Oil, debris and other contaminants can do a lot of damage to parking lot and outdoor storage area storm drains. Fortunately, facilities managers and municipalities have options that can protect their locations against much of this damage that will save the company time and money. Even better, these options don’t involve tearing up a facility to install drainage systems and retention ponds.
The Environmental Protection Agency (EPA) requires companies to implement pollution control plans to fight stormwater contamination at their facilities since it is illegal under the Clean Water Act to discharge pollutants into navigable waters.
Passive devices combined with regular maintenance programs will reduce the amount of contaminants that enter waterways from storm drains. While passive devices are not designed to stop or block drains in the event of a major spill and do not guarantee drinkable water, they can significantly reduce the amount of contaminants that enter waterways. Here are six fast, affordable ways to fight stormwater pollution:
1. Oily Water Filter Mats and Towels
Rainwater can carry leaks and drips of oil into storm drains, which can be a major violation of the Clean Water Act So how do you remove oil from water? Oily water filter mats and towels absorb and retain oil and let clean water pass through – so any dangerous hydrocarbons can’t make their way down a drain or into waterways. These UV-resistant pads, rolls, strips and towels are made to surround storm drains, catch oily outflow or remove sheens to keep pollutants on lockdown.
2. Drain Inserts
Oil and debris such as dirt, twigs, leaves, bottle caps and broken glass can accumulate in water systems and cause problems for fish and other aquatic life. Debris can also cause drainage pipes to back up.
Drain inserts filter oil and capture debris just below the surface of the storm grate. Installing a drain insert minimizes the time workers spend digging debris out of the catch basin and reduces the likelihood they will directly handle sharp or hazardous objects.
3. Absorbent Booms
Facilities and municipalities can channel stormwater to retention ponds or other areas where it can evaporate or be treated and released. Oil that gets through stormwater drains and ends up in accumulation areas can negate treatment efforts.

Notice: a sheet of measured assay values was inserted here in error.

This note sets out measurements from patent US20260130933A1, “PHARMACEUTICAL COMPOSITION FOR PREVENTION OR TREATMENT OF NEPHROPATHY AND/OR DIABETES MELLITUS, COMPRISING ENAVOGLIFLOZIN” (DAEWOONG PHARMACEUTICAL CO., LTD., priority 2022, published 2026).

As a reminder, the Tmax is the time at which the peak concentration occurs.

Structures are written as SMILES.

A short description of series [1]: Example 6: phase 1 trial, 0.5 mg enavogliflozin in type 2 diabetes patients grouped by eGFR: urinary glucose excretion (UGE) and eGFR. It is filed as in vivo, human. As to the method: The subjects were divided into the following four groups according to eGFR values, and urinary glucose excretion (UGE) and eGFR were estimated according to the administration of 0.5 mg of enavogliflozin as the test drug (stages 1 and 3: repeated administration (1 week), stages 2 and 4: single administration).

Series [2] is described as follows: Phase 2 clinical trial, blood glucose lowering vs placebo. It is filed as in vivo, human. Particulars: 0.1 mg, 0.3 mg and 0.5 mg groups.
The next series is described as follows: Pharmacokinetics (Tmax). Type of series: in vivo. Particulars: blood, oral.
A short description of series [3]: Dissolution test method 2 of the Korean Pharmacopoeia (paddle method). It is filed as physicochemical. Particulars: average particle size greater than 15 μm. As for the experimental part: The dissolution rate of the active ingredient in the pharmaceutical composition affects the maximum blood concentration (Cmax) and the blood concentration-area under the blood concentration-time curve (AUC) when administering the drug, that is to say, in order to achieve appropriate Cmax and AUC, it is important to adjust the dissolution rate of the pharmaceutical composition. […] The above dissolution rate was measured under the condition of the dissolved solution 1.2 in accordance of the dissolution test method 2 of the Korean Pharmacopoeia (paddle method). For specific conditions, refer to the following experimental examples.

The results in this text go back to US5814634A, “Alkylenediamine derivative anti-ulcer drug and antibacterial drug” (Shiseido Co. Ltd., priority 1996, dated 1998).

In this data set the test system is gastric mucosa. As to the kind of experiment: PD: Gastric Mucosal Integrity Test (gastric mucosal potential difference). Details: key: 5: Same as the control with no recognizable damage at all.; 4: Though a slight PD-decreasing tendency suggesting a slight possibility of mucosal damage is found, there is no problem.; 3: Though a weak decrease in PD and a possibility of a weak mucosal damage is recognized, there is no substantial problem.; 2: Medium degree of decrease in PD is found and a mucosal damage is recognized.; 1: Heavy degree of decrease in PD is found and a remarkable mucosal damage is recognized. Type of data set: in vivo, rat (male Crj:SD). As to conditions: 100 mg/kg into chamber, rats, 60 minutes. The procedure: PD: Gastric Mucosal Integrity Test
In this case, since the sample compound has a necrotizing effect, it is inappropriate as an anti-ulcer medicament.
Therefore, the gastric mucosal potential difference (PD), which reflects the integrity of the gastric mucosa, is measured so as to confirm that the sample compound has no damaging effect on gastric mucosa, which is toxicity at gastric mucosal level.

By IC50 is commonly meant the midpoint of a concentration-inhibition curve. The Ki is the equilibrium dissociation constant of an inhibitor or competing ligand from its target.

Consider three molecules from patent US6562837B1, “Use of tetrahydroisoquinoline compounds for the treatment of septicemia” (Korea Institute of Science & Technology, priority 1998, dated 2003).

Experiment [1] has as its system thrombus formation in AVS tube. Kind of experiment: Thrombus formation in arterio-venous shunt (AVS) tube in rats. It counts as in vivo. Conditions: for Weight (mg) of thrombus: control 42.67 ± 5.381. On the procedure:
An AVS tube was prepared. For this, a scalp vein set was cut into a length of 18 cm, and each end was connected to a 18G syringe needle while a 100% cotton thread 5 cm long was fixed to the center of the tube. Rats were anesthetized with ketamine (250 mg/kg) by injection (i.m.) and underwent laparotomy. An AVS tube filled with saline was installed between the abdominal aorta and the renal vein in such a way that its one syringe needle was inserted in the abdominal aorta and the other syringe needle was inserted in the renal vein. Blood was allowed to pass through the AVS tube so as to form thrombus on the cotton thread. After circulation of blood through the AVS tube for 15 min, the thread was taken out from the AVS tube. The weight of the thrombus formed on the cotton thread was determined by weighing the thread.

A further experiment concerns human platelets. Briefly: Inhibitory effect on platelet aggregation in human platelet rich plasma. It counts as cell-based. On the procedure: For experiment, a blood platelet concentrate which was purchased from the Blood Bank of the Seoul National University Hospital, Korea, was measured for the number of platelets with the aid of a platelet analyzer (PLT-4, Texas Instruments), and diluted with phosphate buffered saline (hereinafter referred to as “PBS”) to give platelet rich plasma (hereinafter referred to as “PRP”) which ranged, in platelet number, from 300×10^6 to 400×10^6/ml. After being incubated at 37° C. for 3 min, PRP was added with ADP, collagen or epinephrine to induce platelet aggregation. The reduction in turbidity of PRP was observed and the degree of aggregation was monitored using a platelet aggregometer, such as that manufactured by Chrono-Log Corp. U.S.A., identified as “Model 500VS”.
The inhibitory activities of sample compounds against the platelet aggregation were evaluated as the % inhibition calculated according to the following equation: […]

Absorbent booms attract oil and oil-based liquids while repelling water. Booms float on water and come in white to show grime or black to hide it. A built-in rope the entire length of the boom adds strength and makes retrieval easier.
4. Trays and Decks
Capturing oil at the source of the leak will preserve concrete or asphalt surfaces and prolong the life of drain inserts.
Trays and decks contain absorbent materials that capture oil while allowing water to pass through.
5. Collapsible Spill Berms
Facilities where liquid-holding containers are regularly moved have a greater chance for a spill.
Collapsible containment berms contain spills that happen while containers are being moved. These berms are portable and have collapsible walls that forklifts and other vehicles can drive over.
6. Self Bailer Kits
Outdoor spill pallets and other containment units that come into contact with rainwater must be drained to prevent overflow and pollutant discharge.
Self bailer kits attach to containment units and filter oil until they detect a large hydrocarbon leak or the filter is saturated. When the filter becomes saturated, however, no liquid will be able to pass through.
7. Drain Markers
Municipalities have the issue of citizens dumping oil or sweeping debris into storm drains, which can harm aquatic life if the drain goes to a waterway and floods residential areas.
Drain markers labeled “no dumping” remind the public to think twice before disposing of waste there.
Prevention Goes a Long Way
Facility managers can avoid EPA and Clean Water Act violations by using passive devices to prevent oil and debris from getting in storm drains and, in turn, promoting clean and safe waterways.